Egypt's Mubarak to stand trial for murder of protesters
If convicted, former Egyptian President Hosni Mubarak could face the death penalty. Protesters are heartened by the trial, and vow to keep pressing their other demands.
Deposed Egyptian President Hosni Mubarak will stand trial on charges related to the shooting deaths of protesters during the country's 18-day revolt, Egypt's prosecutor-general announced yesterday. The charges could carry the death penalty.Skip to next paragraph
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Mubarak, his sons, Gamal and Alaa, and a close business associate, Hussein Salem, also will face charges that they abused their power to amass wealth, the prosecutor-general said.
The charges were announced just days before thousands of demonstrators were expected to rally in downtown Cairo to demand, among other things, tougher action against the Mubaraks, and some activists said the announcement was intended to quash momentum for the protest, which organizers had hoped would draw as many as a million participants.
State media reported that Mubarak remains hospitalized; his two sons are among a slew of former regime officials who await prosecution in a notorious Cairo prison.
No dates were announced for the trials, which will be before a civilian criminal court.
The prosecutor-general also offered no details of the specifics of the case against Mubarak in the shootings. The Associated Press quoted a spokesman for the prosecutor, Adel el Said, as saying that Mubarak and "some police chiefs" face charges in the killings.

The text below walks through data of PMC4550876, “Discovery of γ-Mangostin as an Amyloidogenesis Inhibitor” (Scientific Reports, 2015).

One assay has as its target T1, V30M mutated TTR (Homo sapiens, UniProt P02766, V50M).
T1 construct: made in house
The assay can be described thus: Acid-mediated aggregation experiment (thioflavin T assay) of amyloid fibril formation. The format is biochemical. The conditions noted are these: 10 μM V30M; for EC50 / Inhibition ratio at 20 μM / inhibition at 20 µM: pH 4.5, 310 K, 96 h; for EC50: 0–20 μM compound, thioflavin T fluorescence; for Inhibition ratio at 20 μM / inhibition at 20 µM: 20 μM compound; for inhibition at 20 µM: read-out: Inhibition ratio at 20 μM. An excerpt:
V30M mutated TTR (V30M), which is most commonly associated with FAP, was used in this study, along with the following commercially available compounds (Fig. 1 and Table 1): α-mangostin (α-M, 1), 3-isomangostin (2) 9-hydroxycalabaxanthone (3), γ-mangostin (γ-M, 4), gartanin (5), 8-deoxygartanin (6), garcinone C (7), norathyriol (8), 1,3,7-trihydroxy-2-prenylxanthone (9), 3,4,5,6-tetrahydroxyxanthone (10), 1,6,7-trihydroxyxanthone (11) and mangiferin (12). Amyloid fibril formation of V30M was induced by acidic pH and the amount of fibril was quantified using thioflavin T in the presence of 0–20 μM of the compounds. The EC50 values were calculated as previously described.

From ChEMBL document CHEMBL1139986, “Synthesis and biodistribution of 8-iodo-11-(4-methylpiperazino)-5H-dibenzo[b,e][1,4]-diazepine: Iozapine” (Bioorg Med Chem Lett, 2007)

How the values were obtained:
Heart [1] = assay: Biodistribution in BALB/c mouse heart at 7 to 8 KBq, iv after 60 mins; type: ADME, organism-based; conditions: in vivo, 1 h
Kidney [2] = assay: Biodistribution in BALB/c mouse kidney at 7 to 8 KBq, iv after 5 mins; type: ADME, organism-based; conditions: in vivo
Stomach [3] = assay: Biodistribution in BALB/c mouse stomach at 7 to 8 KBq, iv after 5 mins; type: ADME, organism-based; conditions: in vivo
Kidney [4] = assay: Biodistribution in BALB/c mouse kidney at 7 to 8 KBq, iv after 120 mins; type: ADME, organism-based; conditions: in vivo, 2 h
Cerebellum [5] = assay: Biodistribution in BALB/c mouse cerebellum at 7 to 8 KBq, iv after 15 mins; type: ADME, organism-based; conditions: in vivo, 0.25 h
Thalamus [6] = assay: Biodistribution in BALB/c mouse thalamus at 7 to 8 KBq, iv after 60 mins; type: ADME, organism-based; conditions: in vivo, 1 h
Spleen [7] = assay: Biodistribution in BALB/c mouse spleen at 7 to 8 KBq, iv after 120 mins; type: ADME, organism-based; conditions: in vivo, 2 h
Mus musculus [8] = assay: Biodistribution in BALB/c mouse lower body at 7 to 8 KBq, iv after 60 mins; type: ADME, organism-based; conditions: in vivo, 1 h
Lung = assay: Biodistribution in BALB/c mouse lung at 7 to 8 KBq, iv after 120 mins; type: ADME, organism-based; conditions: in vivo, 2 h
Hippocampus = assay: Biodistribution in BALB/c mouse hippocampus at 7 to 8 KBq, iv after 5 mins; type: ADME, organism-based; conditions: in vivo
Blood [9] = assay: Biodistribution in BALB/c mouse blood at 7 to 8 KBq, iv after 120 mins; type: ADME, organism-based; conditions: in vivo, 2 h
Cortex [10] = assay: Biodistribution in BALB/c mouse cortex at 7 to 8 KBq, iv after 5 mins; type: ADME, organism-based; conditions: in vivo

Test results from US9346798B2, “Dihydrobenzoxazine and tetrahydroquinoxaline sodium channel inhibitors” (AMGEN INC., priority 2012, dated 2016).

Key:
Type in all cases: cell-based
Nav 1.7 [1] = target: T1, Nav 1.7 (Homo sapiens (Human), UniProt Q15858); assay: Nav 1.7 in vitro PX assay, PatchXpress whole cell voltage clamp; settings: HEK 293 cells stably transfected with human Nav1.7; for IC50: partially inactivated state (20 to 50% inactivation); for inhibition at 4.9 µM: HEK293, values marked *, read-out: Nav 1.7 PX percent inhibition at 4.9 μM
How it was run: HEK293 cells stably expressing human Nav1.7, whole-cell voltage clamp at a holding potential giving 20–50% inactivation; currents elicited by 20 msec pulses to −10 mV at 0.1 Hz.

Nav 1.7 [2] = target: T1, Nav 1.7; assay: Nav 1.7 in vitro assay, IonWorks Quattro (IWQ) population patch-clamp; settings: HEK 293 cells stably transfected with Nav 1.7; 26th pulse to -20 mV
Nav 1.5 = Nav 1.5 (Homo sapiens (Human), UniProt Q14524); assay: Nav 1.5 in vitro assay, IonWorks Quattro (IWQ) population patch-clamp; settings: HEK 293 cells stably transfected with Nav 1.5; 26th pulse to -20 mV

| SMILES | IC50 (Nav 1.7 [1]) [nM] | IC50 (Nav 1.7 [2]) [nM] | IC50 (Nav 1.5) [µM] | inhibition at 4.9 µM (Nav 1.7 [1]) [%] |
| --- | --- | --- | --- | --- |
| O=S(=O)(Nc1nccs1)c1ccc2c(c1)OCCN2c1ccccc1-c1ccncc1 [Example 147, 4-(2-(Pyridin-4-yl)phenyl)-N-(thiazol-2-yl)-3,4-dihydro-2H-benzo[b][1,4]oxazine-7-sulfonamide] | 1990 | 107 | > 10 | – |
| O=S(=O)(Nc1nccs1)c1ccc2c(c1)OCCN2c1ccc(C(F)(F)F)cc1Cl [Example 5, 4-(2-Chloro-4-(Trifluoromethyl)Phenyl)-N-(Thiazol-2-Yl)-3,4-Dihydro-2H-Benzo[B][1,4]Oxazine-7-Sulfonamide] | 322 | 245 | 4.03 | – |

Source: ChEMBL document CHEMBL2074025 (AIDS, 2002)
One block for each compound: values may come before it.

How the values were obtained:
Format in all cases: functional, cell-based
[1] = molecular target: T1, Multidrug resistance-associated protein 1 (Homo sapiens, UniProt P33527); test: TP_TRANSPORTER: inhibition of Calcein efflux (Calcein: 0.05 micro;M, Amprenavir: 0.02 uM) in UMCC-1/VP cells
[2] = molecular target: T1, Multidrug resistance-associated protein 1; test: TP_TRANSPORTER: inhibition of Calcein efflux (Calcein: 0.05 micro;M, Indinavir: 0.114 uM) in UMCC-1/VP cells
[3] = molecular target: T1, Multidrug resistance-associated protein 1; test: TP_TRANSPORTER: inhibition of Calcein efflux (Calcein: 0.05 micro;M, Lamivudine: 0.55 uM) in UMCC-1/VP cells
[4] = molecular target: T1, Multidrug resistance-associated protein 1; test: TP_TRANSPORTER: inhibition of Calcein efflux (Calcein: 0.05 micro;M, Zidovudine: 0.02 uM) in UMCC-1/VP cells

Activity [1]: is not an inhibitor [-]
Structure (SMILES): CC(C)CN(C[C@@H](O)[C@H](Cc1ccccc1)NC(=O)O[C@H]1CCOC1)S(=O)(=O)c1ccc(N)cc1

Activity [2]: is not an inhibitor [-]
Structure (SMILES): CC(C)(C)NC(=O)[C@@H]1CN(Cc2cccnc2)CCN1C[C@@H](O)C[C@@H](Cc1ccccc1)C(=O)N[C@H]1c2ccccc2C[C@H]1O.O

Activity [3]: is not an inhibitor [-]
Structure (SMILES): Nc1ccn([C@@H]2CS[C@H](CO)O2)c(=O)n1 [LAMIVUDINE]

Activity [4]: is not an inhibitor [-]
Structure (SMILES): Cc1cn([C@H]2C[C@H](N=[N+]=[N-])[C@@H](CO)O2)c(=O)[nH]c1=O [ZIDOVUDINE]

A key demand met, protesters keep up pressure on other demands
Whether the announcement of the criminal charges would dampen enthusiasm for Friday's protest was uncertain. In addition to prosecution of the Mubaraks, activists want an end to the country's decades-old emergency law, the dissolution of municipal councils, and the creation of an advisory panel to the ruling Supreme Council of the Armed Forces. The council, which has run Egypt since Mubarak stepped down Feb. 11, has been accused of improperly prosecuting protesters in military courts.
Refaat Ahmad, a co-founder of a community development nonprofit group, said he still planned to attend the rally.
"The more we pressure, the more they offer scapegoats and put more corrupt figures to trial," Ahmad said, referring to the ruling generals. "The more we pressure them, the more demands they try to fulfill, so we'll keep following that tactic."
A push for speedy justice
Activists have complained of a slow pace of prosecutions against the Mubaraks and former regime officials, especially as civilian protesters have received prison terms after speedy military trials.
Federal prosecutors have countered that building such a historic case takes time, with such obstacles as tracking down bank accounts all over the world. In what seems to be another gesture to quell the anger over the court process, the government released all but a handful of activists who were detained from recent protests in Tahrir Square and outside the Israeli Embassy.
Activists said that speedy, transparent trials of former regime officials would do wonders for restoring public faith in the judicial branch, which had exercised virtually no independence under Mubarak. So far, the only conviction of a major regime figure has come in the case of the widely detested former interior minister, Habib el Adly, who was sentenced to 12 years in prison for corruption.